After years of dedicated efforts, five European countries now share the world’s first biosphere, a protected area along three rivers designated by UNESCO designed to curb ecological destruction and protect against outside destructive interests.
“The decision to protect the ‘Amazon of Europe’ is a beacon of hope that should be replicated across the continent,” says World Wildlife Fund project coordinator Arno Mohl. “In the context of the current climate crisis and massive species extinction, protecting the last natural areas has become a matter of our survival.”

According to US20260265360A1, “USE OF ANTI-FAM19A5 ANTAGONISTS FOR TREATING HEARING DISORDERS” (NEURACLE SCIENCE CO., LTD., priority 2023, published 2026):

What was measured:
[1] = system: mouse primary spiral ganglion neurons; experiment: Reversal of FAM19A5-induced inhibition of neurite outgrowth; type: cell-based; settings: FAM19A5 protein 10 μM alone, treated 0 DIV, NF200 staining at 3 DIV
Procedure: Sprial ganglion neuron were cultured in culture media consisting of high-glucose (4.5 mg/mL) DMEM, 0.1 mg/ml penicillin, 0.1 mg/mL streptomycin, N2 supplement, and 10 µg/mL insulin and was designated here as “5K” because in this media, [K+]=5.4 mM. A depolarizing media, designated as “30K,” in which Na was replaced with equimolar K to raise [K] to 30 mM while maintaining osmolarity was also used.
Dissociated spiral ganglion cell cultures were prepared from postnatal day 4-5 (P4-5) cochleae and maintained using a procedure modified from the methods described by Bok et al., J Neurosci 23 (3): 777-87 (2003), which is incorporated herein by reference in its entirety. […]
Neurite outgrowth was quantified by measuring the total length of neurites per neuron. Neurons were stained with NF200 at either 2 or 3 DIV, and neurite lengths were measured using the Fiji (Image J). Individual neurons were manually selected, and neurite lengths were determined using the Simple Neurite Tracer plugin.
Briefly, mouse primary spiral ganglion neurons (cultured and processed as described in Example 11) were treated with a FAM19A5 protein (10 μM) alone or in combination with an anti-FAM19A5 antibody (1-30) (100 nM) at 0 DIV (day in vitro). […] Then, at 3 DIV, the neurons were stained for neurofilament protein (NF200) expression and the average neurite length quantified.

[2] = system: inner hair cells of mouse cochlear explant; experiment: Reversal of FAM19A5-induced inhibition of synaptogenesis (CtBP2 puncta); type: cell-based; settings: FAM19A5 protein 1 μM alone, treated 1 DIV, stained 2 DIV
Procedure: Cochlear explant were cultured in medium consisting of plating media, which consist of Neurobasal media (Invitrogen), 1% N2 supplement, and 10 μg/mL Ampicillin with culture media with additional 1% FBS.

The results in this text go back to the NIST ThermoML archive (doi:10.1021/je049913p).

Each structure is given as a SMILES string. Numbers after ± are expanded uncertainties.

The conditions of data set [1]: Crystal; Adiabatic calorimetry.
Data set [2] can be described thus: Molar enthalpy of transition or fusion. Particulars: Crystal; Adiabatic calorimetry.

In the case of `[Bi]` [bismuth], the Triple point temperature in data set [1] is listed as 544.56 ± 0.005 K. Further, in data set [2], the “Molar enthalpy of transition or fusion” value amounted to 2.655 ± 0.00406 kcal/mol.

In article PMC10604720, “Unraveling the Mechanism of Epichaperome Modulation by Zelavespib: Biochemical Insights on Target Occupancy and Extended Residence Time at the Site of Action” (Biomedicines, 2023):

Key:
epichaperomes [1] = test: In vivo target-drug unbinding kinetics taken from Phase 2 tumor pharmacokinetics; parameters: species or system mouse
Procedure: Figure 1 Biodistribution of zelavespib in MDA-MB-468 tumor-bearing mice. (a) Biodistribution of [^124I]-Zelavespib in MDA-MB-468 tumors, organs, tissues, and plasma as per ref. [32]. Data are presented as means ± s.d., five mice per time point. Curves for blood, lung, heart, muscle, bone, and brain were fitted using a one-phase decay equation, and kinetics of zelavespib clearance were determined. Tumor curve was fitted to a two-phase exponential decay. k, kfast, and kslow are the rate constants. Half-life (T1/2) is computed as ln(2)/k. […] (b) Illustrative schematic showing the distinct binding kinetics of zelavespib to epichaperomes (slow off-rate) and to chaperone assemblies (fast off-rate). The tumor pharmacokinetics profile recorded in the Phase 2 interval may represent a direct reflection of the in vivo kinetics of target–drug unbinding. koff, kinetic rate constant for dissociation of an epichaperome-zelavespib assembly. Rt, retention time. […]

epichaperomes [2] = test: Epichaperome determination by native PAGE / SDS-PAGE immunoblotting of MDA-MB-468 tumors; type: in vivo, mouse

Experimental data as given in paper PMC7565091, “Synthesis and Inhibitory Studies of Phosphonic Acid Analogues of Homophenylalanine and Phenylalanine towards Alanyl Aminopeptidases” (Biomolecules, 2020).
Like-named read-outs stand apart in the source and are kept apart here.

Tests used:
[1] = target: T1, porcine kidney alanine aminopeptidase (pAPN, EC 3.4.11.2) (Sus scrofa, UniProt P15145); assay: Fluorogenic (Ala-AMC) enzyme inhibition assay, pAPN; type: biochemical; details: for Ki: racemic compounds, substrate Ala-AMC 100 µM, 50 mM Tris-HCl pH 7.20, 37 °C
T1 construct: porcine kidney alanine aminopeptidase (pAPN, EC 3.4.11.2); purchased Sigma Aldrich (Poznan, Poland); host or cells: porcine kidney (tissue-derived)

The 700-km biosphere reserve follows a route along the Mura, Drava, and Danube rivers that run through Austria, Slovenia, Croatia, Hungary, and Serbia. This multinational effort – the first of its kind – started in 2009 when Croatia and Hungary committed to protecting a cross-border biosphere reserve. In 2011, all five countries jointly declared being in favor of the reserve. Today, the biosphere protects floodplains, forests, sand and gravel banks, steep banks, and backwaters, as well as numerous animal species, including the breeding white-tailed eagles. The creation of the reserve is part of the EU’s pledge to protect 30% of its land and seas by 2030.